Coke's "Taste the Feeling" and Uber's self-rediscovery: This Week In Digital - #ARM Worldwide



We are back! After a short break, we are resuming our weekly feature on the blog #ThisWeekInDigital. We kicking off the comeback with Coke’s biggest change in years, a mind child of what world’s most valuable startup sees for itself and Drake. Following are the top picks in This Week in Digital, from the first roundup of February 2016.

‘Taste the Feeling’ with Coke’s new jingle (and other songs)

Not a new beginning but a new creation of Coke has been kicked-off this week. Coca-Cola bid adieu to ‘Open Happiness’ and welcomed ‘Taste the Feeling’ with a new gesture. Following the trend to come up with brilliant and unique campaigns, this time, they played well with their musical roots. Their new campaign with the tagline Taste the Feeling touch upon various jingles and has given a modern twist to available songs. Six video spots feature different emotions and portrays special feelings with Coke.

Apart from Anthem ads, they showed a strong bond between brothers and their mischievous love with a folksy version of ‘Hey Brother’ by Music Producer Avicii, with whom they are working since 2011. Another video beautifully carved what Coca-Cola means to us through combining different words and landing to a meaning, ‘Taste the Feeling’. Another spot features a passionate couple’s break-up with a song “Made for You”. One of their spots also illustrated young people’s personal struggle and gave it an extra cover of a pop song, “Under Pressure” from the late David Bowie and Queen.

In one of his interview, global CMO of Coke Mr. de Quinto said, “The bigness of Coca-Cola resides in this humbleness, in its simplicity.” Adding a varied yet, the same feeling to taste the Coca-Cola has been set as their benchmark to reach out to their audience. All future campaigns will now see the “Taste of Feeling” communication and humane at centre.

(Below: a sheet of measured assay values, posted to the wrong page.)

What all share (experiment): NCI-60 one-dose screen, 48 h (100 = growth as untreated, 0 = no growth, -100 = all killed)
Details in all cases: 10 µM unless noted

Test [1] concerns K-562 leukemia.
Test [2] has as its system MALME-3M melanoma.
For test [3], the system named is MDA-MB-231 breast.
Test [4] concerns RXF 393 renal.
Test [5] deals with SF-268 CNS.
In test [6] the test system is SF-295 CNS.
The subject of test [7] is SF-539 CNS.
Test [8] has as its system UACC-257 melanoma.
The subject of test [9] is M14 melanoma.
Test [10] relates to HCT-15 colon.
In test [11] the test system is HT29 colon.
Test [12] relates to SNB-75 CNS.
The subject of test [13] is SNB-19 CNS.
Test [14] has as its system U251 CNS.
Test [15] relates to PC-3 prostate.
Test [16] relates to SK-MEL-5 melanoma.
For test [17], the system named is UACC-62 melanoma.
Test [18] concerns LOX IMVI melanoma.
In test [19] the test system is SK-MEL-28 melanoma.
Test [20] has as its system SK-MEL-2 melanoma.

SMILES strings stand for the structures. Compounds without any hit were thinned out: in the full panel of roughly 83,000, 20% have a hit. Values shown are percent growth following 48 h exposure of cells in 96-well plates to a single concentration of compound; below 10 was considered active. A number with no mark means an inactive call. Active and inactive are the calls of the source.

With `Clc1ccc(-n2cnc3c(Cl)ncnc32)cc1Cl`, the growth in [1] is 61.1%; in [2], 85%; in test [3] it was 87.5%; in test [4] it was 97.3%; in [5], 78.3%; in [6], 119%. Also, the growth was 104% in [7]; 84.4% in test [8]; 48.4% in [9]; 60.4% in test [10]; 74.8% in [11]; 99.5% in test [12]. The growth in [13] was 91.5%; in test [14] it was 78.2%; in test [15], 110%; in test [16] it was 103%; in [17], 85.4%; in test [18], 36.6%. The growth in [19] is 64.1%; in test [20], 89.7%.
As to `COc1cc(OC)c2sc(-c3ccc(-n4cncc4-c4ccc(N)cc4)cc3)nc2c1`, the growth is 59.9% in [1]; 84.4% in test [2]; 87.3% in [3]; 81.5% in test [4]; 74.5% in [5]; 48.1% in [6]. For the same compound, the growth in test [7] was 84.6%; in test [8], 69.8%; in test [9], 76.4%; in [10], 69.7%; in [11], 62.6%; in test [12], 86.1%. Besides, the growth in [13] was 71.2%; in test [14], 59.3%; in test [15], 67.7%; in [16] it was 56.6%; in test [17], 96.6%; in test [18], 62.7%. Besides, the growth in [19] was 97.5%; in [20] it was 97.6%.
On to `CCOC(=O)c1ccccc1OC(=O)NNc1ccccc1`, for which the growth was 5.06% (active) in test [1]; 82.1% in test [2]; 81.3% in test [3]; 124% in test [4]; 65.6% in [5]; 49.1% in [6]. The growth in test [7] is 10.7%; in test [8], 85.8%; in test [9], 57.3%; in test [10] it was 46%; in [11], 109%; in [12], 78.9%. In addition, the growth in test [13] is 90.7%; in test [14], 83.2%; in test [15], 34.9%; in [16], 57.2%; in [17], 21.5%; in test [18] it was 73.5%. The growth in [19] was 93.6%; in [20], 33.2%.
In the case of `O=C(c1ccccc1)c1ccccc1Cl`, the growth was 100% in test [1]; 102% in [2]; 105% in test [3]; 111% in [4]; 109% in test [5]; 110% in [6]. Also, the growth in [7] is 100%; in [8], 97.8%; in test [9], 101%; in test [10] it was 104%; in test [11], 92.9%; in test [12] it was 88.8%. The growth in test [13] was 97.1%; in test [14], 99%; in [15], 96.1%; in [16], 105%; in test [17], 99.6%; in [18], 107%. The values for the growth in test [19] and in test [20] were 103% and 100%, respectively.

Uber rebrands itself to everyone’s surprise

After hitting a valuation of $68 Billion, Uber is no longer a star rookie in the game. Instead, from where they see, they are creating the game. To lose the old avatar of a “cab service”, Uber started with rediscovering their place in the market. Now a major services aggregator, Uber initiated a rebranding to align itself to their new company outlook and planned future.

This week, their CEO Travis Kalanick wrote a press release himself, announcing that Uber has rebranded itself. The key constituents are a new logo in text and two conceptual elements called the bit and the atom. The logo type is much neater and sharper than the previous curvy “U” typeface. The bit, a square block, represents the service and its technology at core. The atom, a circular block, represents the ecosystem. While some experts found it fascinatingly creative, others called it a mess. Somewhere, Uber played with their brand recall across 68 countries. The consumer side of the story is yet to erupt, which so far is neutral than hurtful.

Instagram is running T-Mobile’s one minute long Drake spot

Instagram seems unstable with their advertising platform. While their formats gained quick popularity, they still seem to be bending the rules once in a while. Instagram’s two most popular ad formats are carousel images and promoted video. The promoted video format works just like YouTube’s TrueView. The advertiser has to be pay when the user has watched 3 secs of his 15-30 second video ad.

We’re in the #BigGame with @ChampagnePapi. #YouGotCarriered

A post shared by tmobile (@tmobile) on

This time, they gave a pass to T-Mobile, who are running their one-minute long spot, featuring Drake on Instagram. It is working out really well for them as well. This is a first of its length format on Instagram and it surely leaves a scope for longer advertising methods in future. However, users will continue to be capped at 15 seconds for sharing their videos.


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